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Breathing Apparatus – Escape, Self-Contained and Airline – What Are The Differences?


Scott SCBA
Scott SCBA

So many times people will refer to the need for ‘BA’ or ‘Breathing Apparatus’ without making any distinction as to which type is needed or somebody will just make a vague reference to an entry that requires breathing apparatus. It might just be a safety advisor who said that you should consider the use of ‘BA’. In many cases you may be left wondering – well great, but what type of Breathing Apparatus? This article will help you clarify the most appropriate type for each situation.

First, it’s good to consider why we use breathing apparatus. Breathing Apparatus, or supplied air as it is sometimes known as, is used where the atmosphere is not suitable to be breathed. Mainly it is used where a filter mask or powered air filter system is not suitable, but sometimes other factors are involved. There are 3 main types of Breathing Apparatus – Escape, Self-Contained and Airline.


Escape Breathing Apparatus

Escape Breathing Apparatus is used for self-rescue from an environment that has become hazardous after entry into it. The most common example of this in-use is in a confined space where there is no immediate danger from gas or oxygen deficiency but the risk of that danger remains, and so an Escape BA set is carried enabling the user to don the set and rescue themselves from a hazardous environment. An Escape Set consists of a small compressed air cylinder, either 2.0L or 3.0L in size, that feeds air into a face piece. Escape Sets are usually supplied with either a positive pressure close-fitting face mask or with a loose fitting hood. Regular users of full face masks will usually prefer the comfort and familiarity of a close-fitting face mask, whilst irregular users will find the loose fitting hood easier to don in an emergency situation. It is worth noting as well that a loose fitting hood accommodates users with facial hair and glasses.


Self- Contained Breathing Apparatus

Self-Contained Breathing Apparatus (SCBA) or Compressed Air Breathing Apparatus (CABA) is used for entry into a known hazardous environment. One user we will all recognise is the Fire Services, who use SCBA to enter areas where smoke and noxious gases are present, but SCBA is used in many entries where there is a toxic gas, asphyxiate or oxygen deficient environment. A SCBA set consists of 3 main components – a cylinder of compressed air, a back-plate that holds the cylinder and reduces the air from high pressure (200-300bar) to medium pressure (5-11 bar) and this in turn supplies a face mask. Self-Contained BA gives autonomy to the user, meaning that they can move around freely as opposed to being attached to an airline. However, the disadvantages are that the cylinder has a relatively short supply time, for example a 9.0L 200 bar cylinder giving a usage time of 35 minutes, and also the cylinder means an increased size and therefore can hinder ease of movement through tight spaces. There are many different sizes of cylinders which can improve duration or manoeuvrability, but these limitations will still remain to some extent.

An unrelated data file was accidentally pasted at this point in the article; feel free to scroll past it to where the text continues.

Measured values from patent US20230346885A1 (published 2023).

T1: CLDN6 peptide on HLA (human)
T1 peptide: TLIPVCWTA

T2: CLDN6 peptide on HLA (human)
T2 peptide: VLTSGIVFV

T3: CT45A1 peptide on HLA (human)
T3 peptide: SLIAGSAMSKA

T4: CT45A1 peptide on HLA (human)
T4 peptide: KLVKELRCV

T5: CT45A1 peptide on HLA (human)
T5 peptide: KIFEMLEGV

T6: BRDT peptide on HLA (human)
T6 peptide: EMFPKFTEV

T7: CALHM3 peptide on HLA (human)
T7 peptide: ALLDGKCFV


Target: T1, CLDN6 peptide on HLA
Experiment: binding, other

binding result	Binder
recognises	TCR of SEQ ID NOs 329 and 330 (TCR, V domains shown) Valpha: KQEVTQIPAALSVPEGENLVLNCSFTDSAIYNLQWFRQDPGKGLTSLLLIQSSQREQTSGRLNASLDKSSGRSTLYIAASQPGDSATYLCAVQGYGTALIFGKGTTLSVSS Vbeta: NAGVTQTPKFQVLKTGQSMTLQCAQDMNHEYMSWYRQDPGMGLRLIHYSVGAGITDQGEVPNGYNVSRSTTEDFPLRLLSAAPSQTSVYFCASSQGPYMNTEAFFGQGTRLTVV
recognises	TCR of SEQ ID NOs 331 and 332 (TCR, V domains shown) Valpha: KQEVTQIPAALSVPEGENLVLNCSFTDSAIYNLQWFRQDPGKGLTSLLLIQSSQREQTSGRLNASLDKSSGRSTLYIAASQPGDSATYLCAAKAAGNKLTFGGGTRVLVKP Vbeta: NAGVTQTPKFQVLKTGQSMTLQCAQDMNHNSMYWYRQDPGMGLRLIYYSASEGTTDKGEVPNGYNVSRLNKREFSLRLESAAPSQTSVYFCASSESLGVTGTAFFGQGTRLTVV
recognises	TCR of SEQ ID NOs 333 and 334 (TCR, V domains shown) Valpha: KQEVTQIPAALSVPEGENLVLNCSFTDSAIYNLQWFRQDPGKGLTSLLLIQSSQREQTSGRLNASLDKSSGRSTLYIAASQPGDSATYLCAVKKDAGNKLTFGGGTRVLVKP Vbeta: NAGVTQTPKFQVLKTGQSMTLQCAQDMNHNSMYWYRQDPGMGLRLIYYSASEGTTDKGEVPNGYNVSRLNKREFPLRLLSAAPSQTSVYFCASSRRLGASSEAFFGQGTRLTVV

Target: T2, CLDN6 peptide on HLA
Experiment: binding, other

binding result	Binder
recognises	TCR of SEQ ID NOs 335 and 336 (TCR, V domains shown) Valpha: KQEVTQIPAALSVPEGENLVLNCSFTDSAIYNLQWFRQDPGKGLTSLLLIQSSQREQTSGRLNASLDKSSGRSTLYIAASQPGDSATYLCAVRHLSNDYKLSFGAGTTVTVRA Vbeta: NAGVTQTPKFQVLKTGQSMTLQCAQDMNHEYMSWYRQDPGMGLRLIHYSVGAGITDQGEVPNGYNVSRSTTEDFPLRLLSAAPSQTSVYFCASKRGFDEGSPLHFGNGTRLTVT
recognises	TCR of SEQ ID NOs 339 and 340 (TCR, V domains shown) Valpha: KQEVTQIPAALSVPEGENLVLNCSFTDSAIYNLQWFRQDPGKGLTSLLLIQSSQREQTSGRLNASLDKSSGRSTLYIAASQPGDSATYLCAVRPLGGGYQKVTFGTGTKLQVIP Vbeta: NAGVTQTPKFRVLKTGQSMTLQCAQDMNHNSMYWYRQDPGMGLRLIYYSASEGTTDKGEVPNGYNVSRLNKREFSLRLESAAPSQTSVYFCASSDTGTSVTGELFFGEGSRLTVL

Airline Breathing Apparatus

Airline Breathing Apparatus is where the air supply is removed from the user and they are fed compressed air via an airline. The compressed air source should deliver them air that has been air quality tested to EN12021, and may be supplied from a cylinder bank or breathing air compressor, which may be either fixed or mobile. The airline supplies the user's face mask through an airline harness. An airline system often incorporates an escape cylinder which the user wears to ensure that in the event of the main air supply failing they have a short duration air supply to allow to self-rescue themselves safely. Airline systems are used where the work is relatively localised and likely to be for longer durations. The main disadvantage of being attached to an airline is that it restricts easy movement, and poses a risk of entanglement. However, by being attached to an airline the user can work for as long as is comfortable and safe for them in the environment they are in without the requirement to refill or change a cylinder. A very good example of where an airline system is relevant is tank cleaning. A large tank may take several days or even weeks to thoroughly clean, so an airline breathing apparatus may be required in this one area for long durations. Particular attention should be paid to selecting a suitable air supply source for the work site and the table below gives a quick start guide.


selecting a suitable air supply source for the work - table  quick start guide.
selecting a suitable air supply source for the work - table quick start guide.

The lists and definitions above are by no means definitive and are designed to give those using breathing apparatus a head start in the right direction. If you have any questions at all regarding the use of breathing apparatus, please do get in touch at sales@breathesafety.com

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